Subscribe to ArtsWatch 3: The arts are really important HERE!

Chris Haberman, mural at 50th and Hawthorne

Yesterday, I tried to make the general casefor the importance of the arts (and thus, arts journalism), part of an ongoing effort to convince you to become a member of Oregon ArtsWatch. Because why would you support something that wasn’t important? I certainly wouldn’t!

Today, I’m moving on to the specific case: Why is a project like ArtsWatch important to the Portland metro area (where we’ve done most of our work) and the state of Oregon?

Actually, that’s an easy one for those of you who’ve spent any time at this website or following us on Facebook (which we heartily recommend!).  Three observations:

1. The number of artists of all sorts and arts organizations in Portland and the rest of the state is huge and growing. The work they do is both increasingly interesting and increasingly important, both locally and nationally. Portland is known for its food scene, sure, but its reputation as a place where music is made, theater produced, art is painted, built and assembled, choreography and performance art are pursued, movies are directed and literature is written, that’s national, too. The individual artists are important, of course, and so is the dynamic of the entire system.

2. Those artists are deeply entangled with the rest of the culture, especially the rest of the creative economy — from high- and bio-tech to clothing and shoe design to architecture. I wrote a little about that in June, a column that was picked up by ArtsJournal.

3. Together, they create a culture that is changing faster, adapting better and responding more quickly to the problems it encounters. Not to be too boosterish about it, but the results are astounding: Portland is spoken of both as a national and even international city, not the regional backwater it seemed to be a few decades ago. A recent story on Slate gives some indication of how successful we’ve been.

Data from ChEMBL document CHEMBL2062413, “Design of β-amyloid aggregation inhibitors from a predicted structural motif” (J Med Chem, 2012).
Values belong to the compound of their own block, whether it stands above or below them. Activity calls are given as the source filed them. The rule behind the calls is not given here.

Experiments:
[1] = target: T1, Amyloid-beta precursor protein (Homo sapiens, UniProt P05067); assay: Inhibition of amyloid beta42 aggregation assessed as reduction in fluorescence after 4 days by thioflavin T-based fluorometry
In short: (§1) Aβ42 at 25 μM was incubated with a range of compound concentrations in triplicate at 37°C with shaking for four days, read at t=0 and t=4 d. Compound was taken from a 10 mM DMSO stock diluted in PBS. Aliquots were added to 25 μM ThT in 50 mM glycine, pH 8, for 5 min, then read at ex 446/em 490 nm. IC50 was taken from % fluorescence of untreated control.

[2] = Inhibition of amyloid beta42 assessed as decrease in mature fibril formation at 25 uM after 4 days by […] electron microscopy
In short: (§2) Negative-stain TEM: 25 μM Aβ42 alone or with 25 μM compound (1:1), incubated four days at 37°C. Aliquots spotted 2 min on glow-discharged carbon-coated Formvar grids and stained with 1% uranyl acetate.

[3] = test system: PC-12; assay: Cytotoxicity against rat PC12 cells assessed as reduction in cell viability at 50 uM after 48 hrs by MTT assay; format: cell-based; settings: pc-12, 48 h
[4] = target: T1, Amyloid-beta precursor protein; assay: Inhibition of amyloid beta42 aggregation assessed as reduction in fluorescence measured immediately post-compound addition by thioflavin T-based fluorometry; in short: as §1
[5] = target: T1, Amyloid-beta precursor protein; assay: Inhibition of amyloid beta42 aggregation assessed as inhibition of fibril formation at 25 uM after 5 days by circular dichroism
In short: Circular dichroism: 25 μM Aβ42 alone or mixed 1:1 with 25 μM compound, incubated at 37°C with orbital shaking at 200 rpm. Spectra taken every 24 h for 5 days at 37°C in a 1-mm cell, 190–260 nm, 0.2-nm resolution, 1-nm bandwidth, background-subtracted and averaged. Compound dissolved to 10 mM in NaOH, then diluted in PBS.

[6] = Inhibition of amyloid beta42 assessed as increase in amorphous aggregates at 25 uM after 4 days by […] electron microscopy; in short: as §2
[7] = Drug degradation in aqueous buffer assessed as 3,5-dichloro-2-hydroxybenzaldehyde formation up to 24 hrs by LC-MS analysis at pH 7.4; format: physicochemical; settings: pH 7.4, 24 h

4. (OK, I lied about the “three observations” part) The state as a whole has begun to follow suit: Even in Portland it’s easy to detect the same quickening, the same liveliness, down the valley and across the mountains. I’m not talking about the economy so much or government, both of which need a lot more work, just the general atmosphere, texture, even taste of the place.

All of this isn’t directly because of the arts, but the arts are involved, from Fishtrap to the Oregon Shakespeare Festival. And that’s what ArtsWatch has talked about this year and wants to talk about even more.  We see so many opportunities to tell stories, to look into the way things are done here, to suggest improvements. And maybe more important, to establish a public forum for discussion and debate about the direction the culture is headed.

Tomorrow, I’ll talk a little more about Oregon ArtsWatch and why we set it up as we did, as a non-profit that needs your participation to succeed.

But maybe you’ve heard enough, and you’re ready join?  Fabulous—just push the subscribe button now! Our memberships start at $35, but you can donate any amount you like. Or maybe you need some more convincing? Stay tuned…

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